Posted On March 25, 2015

Strive for…the holiness without which no one will see the Lord. ~ Hebrews 12:14

This list has been published in a few blogs, notably by Kevin DeYoung at The Gospel Coalition. But it is worth another publishing. Mark Jones brought the list to our attention with his important book Antinomianism: Reformed Theology’s Unwelcome Guest. Below is a set of propositions that the New England Synod of Elders (1637), responding to the Antinomian controversy, considered “unsafe.”

1. To say we are justified by faith is an unsafe speech; we must say we are justified by Christ.

2. To evidence justification by sanctification or graces savours of Rome.

3. If I be holy, I am never the better accepted by God; if I be unholy, I am never the worse.

4. If Christ will let me sin, let him look to it; upon his honour be it.

5. Here is a great stir about graces and looking to hearts; but give me Christ; I seek not for graces, but for Christ. . . .I seek not for sanctification, but for Christ; tell me not of meditation and duties, but tell me of Christ.

6. I may know I am Christ’s, not because I do crucify the lusts of the flesh, but because I do not crucify them, but believe in Christ that crucified my lusts for me.

7. If Christ be my sanctification, what need I look to anything in myself, to evidence my justification.

“These statements,” according to Mark Jones, “get to the heart of the issues involved in the antinomian debates during the 1630s in New England—and indeed in England.”[1]

If you believe any of these, you might be an Antinomian.

I submit that antinomianism is rife in today’s Reformed Christianity. Barbara Duguid has written what is perhaps the most explicit expression of modern antinomianism. Her popular book Extravagant Grace has recommendations from Tullian Tchividjian, Elyse Fitzpatrick, Michael Horton, and, surprisingly, Carl R. Trueman.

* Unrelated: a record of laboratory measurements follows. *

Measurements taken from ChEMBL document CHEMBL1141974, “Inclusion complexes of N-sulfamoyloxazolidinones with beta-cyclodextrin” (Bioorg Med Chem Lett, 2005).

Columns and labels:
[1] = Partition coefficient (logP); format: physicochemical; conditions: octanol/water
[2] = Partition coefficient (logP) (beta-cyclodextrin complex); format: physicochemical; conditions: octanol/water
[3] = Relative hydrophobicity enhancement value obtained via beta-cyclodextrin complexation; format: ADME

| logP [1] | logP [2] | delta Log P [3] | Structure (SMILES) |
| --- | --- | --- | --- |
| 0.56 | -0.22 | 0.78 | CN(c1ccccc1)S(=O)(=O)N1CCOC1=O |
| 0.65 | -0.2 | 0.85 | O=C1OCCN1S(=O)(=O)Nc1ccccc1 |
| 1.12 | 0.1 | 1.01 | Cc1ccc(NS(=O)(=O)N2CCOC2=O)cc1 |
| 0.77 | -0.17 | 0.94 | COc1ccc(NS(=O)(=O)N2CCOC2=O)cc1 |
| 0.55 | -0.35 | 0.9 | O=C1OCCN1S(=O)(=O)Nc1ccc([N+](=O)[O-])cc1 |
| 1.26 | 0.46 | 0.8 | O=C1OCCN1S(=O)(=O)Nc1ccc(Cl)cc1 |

Tchividjian said the following concerning the book:

Thank you, thank you for writing such a great book! The way many Christians think about sanctification is, well, not very sanctified. In fact, it’s downright narcissistic. We think way too much about how we’re doing, if we’re growing, whether we’re doing it right or not. We spend too much time brooding over our failures and reflecting on our successes. What I’ve discovered is that the more I focus on my need to get better, the worse I actually get. I become self-absorbed which is the exact opposite of how the Bible describes what it means to be sanctified. This is why I was shouting ‘yes, yes’ again and again as I read Barbara’s excellent book. Mining the treasures of John Newton’s letters, Barbara writes, ‘God thinks that you will actually come to know and love him better as a desperate and weak sinner in continual need of grace than you would as a triumphant Christian warrior who wins each and every battle against sin.’ Amen! Over and over again Barbara reminds us that spiritual growth is realizing how utterly dependent we are on Christ’s cross and mercy. It’s not arriving at some point where we need Jesus less and less because we’re getting better and better. I cannot commend this book enough. We need more and more books like this which remind us that the focus of the Christian faith is not the life of the Christian, but Christ.

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